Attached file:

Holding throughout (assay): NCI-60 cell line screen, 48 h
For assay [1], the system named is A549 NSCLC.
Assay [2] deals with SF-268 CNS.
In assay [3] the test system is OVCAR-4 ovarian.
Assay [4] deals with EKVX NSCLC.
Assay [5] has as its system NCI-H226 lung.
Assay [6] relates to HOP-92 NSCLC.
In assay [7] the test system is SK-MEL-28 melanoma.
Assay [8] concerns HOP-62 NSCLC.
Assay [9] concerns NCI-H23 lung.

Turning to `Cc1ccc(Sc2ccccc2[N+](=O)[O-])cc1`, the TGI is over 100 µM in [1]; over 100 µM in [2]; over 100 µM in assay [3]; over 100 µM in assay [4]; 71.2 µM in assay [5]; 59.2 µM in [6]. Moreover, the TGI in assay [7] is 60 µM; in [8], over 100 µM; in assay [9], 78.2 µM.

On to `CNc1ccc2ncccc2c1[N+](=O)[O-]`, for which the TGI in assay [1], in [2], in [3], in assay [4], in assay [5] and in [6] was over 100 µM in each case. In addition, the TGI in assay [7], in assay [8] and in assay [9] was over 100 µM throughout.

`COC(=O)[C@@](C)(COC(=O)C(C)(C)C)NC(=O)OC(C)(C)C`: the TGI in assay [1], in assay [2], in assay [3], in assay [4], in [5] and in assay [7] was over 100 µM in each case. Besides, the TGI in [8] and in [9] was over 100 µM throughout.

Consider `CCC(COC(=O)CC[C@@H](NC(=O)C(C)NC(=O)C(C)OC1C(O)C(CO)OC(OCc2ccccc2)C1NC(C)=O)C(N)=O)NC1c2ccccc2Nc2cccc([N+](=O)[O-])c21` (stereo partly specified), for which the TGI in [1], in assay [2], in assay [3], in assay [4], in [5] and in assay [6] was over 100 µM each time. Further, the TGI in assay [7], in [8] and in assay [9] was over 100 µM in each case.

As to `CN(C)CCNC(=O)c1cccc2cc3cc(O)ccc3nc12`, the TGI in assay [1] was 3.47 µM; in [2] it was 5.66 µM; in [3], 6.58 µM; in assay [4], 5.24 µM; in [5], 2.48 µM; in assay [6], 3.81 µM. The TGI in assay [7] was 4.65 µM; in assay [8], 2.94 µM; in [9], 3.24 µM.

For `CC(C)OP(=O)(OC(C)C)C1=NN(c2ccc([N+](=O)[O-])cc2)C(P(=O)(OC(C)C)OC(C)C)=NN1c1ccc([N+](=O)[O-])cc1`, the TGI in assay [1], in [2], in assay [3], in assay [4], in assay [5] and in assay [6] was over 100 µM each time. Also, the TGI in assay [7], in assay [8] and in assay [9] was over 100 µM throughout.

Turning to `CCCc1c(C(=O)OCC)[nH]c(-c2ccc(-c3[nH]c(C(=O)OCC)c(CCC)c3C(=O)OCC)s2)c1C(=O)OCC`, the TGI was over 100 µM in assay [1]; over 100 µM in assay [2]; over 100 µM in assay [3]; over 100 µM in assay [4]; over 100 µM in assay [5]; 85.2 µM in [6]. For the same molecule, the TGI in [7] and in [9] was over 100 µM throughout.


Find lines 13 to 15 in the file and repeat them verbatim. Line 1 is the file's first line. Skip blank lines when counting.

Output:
`COC(=O)[C@@](C)(COC(=O)C(C)(C)C)NC(=O)OC(C)(C)C`: the TGI in assay [1], in assay [2], in assay [3], in assay [4], in [5] and in assay [7] was over 100 µM in each case. Besides, the TGI in [8] and in [9] was over 100 µM throughout.

Consider `CCC(COC(=O)CC[C@@H](NC(=O)C(C)NC(=O)C(C)OC1C(O)C(CO)OC(OCc2ccccc2)C1NC(C)=O)C(N)=O)NC1c2ccccc2Nc2cccc([N+](=O)[O-])c21` (stereo partly specified), for which the TGI in [1], in assay [2], in assay [3], in assay [4], in [5] and in assay [6] was over 100 µM each time. Further, the TGI in assay [7], in [8] and in assay [9] was over 100 µM in each case.

As to `CN(C)CCNC(=O)c1cccc2cc3cc(O)ccc3nc12`, the TGI in assay [1] was 3.47 µM; in [2] it was 5.66 µM; in [3], 6.58 µM; in assay [4], 5.24 µM; in [5], 2.48 µM; in assay [6], 3.81 µM. The TGI in assay [7] was 4.65 µM; in assay [8], 2.94 µM; in [9], 3.24 µM.